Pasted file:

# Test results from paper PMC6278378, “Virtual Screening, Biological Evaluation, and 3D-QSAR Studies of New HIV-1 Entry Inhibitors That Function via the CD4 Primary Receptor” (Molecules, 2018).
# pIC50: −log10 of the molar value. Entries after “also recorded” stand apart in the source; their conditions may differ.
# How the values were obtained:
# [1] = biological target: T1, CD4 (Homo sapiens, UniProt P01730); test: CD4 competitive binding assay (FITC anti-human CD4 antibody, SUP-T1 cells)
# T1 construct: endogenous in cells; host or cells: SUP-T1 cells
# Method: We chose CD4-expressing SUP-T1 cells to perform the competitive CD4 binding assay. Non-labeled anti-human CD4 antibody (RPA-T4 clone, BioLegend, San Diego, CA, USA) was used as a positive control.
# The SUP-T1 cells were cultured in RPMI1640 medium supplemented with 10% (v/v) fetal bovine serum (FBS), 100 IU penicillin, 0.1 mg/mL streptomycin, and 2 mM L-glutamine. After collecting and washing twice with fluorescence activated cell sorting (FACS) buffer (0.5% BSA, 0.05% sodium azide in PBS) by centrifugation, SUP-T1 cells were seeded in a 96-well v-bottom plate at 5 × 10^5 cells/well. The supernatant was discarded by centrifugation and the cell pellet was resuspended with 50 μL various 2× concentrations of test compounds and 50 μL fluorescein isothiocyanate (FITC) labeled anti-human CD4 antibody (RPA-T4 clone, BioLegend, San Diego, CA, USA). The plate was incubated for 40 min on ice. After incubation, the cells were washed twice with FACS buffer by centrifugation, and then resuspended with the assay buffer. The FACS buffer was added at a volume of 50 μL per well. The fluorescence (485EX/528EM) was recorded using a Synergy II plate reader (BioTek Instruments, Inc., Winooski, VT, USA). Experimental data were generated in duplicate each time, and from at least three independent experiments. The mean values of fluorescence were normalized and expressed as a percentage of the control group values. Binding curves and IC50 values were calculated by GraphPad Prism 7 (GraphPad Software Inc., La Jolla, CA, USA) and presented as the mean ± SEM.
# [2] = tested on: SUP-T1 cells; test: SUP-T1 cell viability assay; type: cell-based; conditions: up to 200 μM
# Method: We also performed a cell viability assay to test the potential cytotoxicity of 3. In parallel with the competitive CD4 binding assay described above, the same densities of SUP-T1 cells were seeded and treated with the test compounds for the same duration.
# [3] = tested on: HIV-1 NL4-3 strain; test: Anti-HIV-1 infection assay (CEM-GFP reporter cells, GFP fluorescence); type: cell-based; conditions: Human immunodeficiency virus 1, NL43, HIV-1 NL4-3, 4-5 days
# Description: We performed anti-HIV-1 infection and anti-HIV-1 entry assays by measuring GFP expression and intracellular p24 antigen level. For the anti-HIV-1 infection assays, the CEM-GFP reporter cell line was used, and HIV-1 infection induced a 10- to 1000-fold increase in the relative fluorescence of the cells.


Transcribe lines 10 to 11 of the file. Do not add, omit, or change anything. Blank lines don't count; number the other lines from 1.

# [3] = tested on: HIV-1 NL4-3 strain; test: Anti-HIV-1 infection assay (CEM-GFP reporter cells, GFP fluorescence); type: cell-based; conditions: Human immunodeficiency virus 1, NL43, HIV-1 NL4-3, 4-5 days
# Description: We performed anti-HIV-1 infection and anti-HIV-1 entry assays by measuring GFP expression and intracellular p24 antigen level. For the anti-HIV-1 infection assays, the CEM-GFP reporter cell line was used, and HIV-1 infection induced a 10- to 1000-fold increase in the relative fluorescence of the cells.